`International Journal of Mathematics and Mathematical SciencesVolume 2011, Article ID 407643, 4 pageshttp://dx.doi.org/10.1155/2011/407643`
Research Article

## On Integer Numbers with Locally Smallest Order of Appearance in the Fibonacci Sequence

Departament of Mathematics, University of Brasilia, Brasilia-DF 70910-900, Brazil

Received 13 December 2010; Revised 7 February 2011; Accepted 27 February 2011

Copyright © 2011 Diego Marques. This is an open access article distributed under the Creative Commons Attribution License, which permits unrestricted use, distribution, and reproduction in any medium, provided the original work is properly cited.

#### Abstract

Let be the th Fibonacci number. The order of appearance of a natural number is defined as the smallest natural number such that divides . For instance, for all , we have . In this paper, we will construct infinitely many natural numbers satisfying the previous inequalities and which do not belong to the Fibonacci sequence.

#### 1. Introduction

Let be the Fibonacci sequence given by , for , where and . A few terms of this sequence are

The Fibonacci numbers are well known for possessing wonderful and amazing properties (consult [1] together with its very extensive annotated bibliography for additional references and history). In 1963, the Fibonacci Association was created to provide enthusiasts an opportunity to share ideas about these intriguing numbers and their applications. Also, in the issues of The Fibonacci Quarterly, we can find many new facts, applications, and relationships about Fibonacci numbers.

Let be a positive integer number, the order (or rank) of appearance of in the Fibonacci sequence, denoted by , is defined as the smallest positive integer , such that (some authors also call it order of apparition, or Fibonacci entry point). There are several results about in the literature. For instance, every positive integer divides some Fibonacci number, that is, for all . The proof of this fact is an immediate consequence of the Théorème Fondamental of Section XXVI in [2, page 300]. Also, it is a simple matter to prove that , for . In fact, if with , then divides , for some and thus with . Therefore, the inequality gives . So the order of appearance of a Fibonacci number is locally smallest in this sense. On the other hand, there are integers for which is locally smallest but which are not Fibonacci numbers, for example, So, a natural question arises: are there infinitely many natural numbers that do not belong to the Fibonacci sequence and such that ?

In this note, we give an affirmative answer to this question by proving the following.

Theorem 1.1. Given an integer , the number has order of appearance , for all . In particular, it is not a Fibonacci number. Moreover, one has for all sufficiently large .

#### 2. Proof of Theorem 1.1

We recall that the problem of the existence of infinitely many prime numbers in the Fibonacci sequence remains open; however, several results on the prime factors of a Fibonacci number are known. For instance, a primitive divisor of is a prime factor of that does not divide . In particular, . It is known that a primitive divisor of exists whenever . The above statement is usually referred to the Primitive Divisor Theorem (see [3] for the most general version).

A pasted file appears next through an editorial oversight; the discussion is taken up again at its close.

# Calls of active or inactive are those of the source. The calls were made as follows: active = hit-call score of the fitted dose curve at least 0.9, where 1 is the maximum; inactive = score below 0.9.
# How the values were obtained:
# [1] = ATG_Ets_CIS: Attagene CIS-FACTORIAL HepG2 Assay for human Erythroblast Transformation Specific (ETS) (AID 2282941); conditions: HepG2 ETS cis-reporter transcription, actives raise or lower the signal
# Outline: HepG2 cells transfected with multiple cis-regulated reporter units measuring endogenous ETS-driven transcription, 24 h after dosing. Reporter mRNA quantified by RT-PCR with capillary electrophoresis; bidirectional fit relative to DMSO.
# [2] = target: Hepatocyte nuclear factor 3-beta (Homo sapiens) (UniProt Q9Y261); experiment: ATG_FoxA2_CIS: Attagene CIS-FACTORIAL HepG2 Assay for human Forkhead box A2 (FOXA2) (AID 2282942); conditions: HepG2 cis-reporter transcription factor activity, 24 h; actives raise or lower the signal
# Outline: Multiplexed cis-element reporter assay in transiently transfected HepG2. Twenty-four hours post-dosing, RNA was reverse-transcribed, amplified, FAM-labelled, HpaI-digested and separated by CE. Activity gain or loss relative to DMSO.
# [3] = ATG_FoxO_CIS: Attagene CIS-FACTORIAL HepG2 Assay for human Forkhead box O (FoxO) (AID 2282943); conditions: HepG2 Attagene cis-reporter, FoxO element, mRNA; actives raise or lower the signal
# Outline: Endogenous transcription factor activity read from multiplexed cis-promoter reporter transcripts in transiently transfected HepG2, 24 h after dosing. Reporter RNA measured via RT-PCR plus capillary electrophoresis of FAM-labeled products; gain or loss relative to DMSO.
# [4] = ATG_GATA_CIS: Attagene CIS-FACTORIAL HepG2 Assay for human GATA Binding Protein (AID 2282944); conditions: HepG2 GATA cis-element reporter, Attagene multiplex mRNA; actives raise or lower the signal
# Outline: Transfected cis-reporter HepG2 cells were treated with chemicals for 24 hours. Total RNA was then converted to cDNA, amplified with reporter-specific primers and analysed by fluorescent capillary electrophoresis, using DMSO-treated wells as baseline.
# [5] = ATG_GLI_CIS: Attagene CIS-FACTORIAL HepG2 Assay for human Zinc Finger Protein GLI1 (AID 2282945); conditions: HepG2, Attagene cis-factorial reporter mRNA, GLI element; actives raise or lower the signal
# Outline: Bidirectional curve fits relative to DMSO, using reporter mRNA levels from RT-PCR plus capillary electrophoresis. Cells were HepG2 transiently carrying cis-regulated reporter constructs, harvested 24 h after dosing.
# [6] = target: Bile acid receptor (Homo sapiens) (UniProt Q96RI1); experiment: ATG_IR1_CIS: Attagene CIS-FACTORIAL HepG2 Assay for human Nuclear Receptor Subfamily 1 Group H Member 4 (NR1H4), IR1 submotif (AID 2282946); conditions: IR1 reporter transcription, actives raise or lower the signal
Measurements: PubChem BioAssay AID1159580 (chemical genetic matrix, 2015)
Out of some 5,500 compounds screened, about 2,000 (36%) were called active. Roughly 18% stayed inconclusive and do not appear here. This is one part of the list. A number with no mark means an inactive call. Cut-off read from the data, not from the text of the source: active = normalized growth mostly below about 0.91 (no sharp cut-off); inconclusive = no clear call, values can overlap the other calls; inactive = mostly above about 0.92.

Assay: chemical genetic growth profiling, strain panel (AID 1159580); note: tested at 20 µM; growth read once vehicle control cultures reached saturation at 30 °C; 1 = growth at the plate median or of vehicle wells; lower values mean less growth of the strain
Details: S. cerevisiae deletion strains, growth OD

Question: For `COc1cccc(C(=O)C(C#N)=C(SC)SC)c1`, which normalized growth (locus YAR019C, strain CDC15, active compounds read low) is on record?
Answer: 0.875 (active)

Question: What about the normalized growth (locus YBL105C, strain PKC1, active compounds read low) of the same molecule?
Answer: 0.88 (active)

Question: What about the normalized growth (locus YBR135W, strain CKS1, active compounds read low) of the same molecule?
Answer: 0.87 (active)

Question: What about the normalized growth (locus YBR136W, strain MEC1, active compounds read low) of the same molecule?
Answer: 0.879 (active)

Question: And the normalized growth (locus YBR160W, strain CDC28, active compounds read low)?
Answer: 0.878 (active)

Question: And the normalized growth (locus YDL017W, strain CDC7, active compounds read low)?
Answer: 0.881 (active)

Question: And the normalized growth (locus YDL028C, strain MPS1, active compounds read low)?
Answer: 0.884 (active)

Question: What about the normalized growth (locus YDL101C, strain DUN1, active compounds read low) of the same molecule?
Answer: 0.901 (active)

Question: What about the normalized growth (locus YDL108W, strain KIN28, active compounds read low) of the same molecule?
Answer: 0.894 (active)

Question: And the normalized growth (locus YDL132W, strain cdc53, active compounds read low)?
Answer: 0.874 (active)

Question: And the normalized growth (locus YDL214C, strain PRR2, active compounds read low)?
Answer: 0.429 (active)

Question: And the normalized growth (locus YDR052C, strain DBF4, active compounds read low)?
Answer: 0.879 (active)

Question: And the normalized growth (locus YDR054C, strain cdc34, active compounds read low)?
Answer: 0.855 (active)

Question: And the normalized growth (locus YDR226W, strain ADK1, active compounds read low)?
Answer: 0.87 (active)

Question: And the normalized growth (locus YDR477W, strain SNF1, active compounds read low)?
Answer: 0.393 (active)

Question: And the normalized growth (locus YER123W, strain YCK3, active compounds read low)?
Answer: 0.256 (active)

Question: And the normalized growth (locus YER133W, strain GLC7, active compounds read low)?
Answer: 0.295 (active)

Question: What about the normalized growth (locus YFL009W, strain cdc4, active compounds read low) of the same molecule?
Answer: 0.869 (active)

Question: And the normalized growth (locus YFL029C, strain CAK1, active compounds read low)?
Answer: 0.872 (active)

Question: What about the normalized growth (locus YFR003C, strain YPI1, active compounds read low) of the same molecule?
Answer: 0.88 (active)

Now, we are ready to deal with the proof of the theorem.

Since divides , then . On the other hand, if divides , then we get the relation where is a positive integer number. Since , the Primitive Divisor Theorem implies that . Therefore, yielding . Now, if is a Fibonacci number, say , we get which leads to an absurdity as (keep in mind that ). Therefore, is not a Fibonacci number, for all .

Now, it suffices to prove that , or equivalently, if divides , then , for all sufficiently large , where .

Let be a positive integer number such that . If , we have where in the last inequality above, we used the fact that , for . Thus, as desired. For finishing the proof, it suffices to show that there exist only finitely many pairs of positive integers, such that or equivalently,

Towards a contradiction, suppose that (2.4) have infinitely many solutions with and . Hence, and are unbounded sequences. Since is bounded, we can assume, without loss of generality, that is a constant, say , for all sufficiently large (by the reordering of indexes if necessary). Now, by (2.4), we get On the other hand, the well-known Binet's formula leads to Thus,

Combining (2.5) and (2.8), we get

Since is an integer and , we have that must be constant with respect to , say , for all sufficiently large. Therefore, (2.9) yields the relation and so (because is irrational for all nonzero rational number). But, this leads to (by (2.4)) which is absurd. This completes the proof of the theorem.

#### Acknowledgments

The author would like to express his gratitude to the anonymous referees for carefully examining this paper and providing a number of important comments, critics, and suggestions. One of their suggestions leads us to Theorem 1.1. The author also thanks FEMAT and CNPq for the financial support.

#### References

1. T. Koshy, Fibonacci and Lucas Numbers with Applications, Pure and Applied Mathematics (New York), Wiley-Interscience, New York, NY, USA, 2001.
2. E. Lucas, “Theorie des fonctions numeriques simplement periodiques,” American Journal of Mathematics, vol. 1, no. 4, pp. 289–321, 1878.
3. Yu. Bilu, G. Hanrot, and P. M. Voutier, “Existence of primitive divisors of Lucas and Lehmer numbers,” Journal für die Reine und Angewandte Mathematik, vol. 539, pp. 75–122, 2001.